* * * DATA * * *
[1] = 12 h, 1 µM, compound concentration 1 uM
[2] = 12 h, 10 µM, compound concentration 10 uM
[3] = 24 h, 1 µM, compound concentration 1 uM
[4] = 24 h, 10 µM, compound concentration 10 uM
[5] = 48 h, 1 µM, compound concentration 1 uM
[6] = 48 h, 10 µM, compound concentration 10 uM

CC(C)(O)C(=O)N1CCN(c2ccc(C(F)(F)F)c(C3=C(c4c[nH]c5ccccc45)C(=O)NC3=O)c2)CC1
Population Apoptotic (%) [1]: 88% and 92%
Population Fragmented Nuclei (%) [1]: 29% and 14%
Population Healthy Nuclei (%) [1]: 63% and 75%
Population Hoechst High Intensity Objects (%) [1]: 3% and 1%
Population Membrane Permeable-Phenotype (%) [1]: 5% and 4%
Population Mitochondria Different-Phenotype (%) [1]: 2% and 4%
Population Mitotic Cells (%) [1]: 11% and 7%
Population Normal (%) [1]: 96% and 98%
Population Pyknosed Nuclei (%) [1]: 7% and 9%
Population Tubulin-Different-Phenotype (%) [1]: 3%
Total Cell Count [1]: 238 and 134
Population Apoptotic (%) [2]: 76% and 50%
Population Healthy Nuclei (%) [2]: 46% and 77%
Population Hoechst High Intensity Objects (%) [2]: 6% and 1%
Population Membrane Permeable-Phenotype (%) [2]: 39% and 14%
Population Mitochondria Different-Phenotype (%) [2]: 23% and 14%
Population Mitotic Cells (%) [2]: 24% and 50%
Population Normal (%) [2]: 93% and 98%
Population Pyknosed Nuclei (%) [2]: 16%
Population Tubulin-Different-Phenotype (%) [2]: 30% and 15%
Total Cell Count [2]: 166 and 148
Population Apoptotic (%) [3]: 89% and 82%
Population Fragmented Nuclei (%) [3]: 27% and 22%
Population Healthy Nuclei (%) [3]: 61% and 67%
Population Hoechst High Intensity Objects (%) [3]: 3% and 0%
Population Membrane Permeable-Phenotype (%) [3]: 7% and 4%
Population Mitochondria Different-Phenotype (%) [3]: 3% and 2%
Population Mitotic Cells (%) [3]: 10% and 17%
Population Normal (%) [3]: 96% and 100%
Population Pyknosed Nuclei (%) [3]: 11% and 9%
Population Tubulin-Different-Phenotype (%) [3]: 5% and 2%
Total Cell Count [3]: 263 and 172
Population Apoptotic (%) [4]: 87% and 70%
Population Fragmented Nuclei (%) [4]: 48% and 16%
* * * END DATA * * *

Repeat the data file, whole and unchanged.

[1] = 12 h, 1 µM, compound concentration 1 uM
[2] = 12 h, 10 µM, compound concentration 10 uM
[3] = 24 h, 1 µM, compound concentration 1 uM
[4] = 24 h, 10 µM, compound concentration 10 uM
[5] = 48 h, 1 µM, compound concentration 1 uM
[6] = 48 h, 10 µM, compound concentration 10 uM

CC(C)(O)C(=O)N1CCN(c2ccc(C(F)(F)F)c(C3=C(c4c[nH]c5ccccc45)C(=O)NC3=O)c2)CC1
Population Apoptotic (%) [1]: 88% and 92%
Population Fragmented Nuclei (%) [1]: 29% and 14%
Population Healthy Nuclei (%) [1]: 63% and 75%
Population Hoechst High Intensity Objects (%) [1]: 3% and 1%
Population Membrane Permeable-Phenotype (%) [1]: 5% and 4%
Population Mitochondria Different-Phenotype (%) [1]: 2% and 4%
Population Mitotic Cells (%) [1]: 11% and 7%
Population Normal (%) [1]: 96% and 98%
Population Pyknosed Nuclei (%) [1]: 7% and 9%
Population Tubulin-Different-Phenotype (%) [1]: 3%
Total Cell Count [1]: 238 and 134
Population Apoptotic (%) [2]: 76% and 50%
Population Healthy Nuclei (%) [2]: 46% and 77%
Population Hoechst High Intensity Objects (%) [2]: 6% and 1%
Population Membrane Permeable-Phenotype (%) [2]: 39% and 14%
Population Mitochondria Different-Phenotype (%) [2]: 23% and 14%
Population Mitotic Cells (%) [2]: 24% and 50%
Population Normal (%) [2]: 93% and 98%
Population Pyknosed Nuclei (%) [2]: 16%
Population Tubulin-Different-Phenotype (%) [2]: 30% and 15%
Total Cell Count [2]: 166 and 148
Population Apoptotic (%) [3]: 89% and 82%
Population Fragmented Nuclei (%) [3]: 27% and 22%
Population Healthy Nuclei (%) [3]: 61% and 67%
Population Hoechst High Intensity Objects (%) [3]: 3% and 0%
Population Membrane Permeable-Phenotype (%) [3]: 7% and 4%
Population Mitochondria Different-Phenotype (%) [3]: 3% and 2%
Population Mitotic Cells (%) [3]: 10% and 17%
Population Normal (%) [3]: 96% and 100%
Population Pyknosed Nuclei (%) [3]: 11% and 9%
Population Tubulin-Different-Phenotype (%) [3]: 5% and 2%
Total Cell Count [3]: 263 and 172
Population Apoptotic (%) [4]: 87% and 70%
Population Fragmented Nuclei (%) [4]: 48% and 16%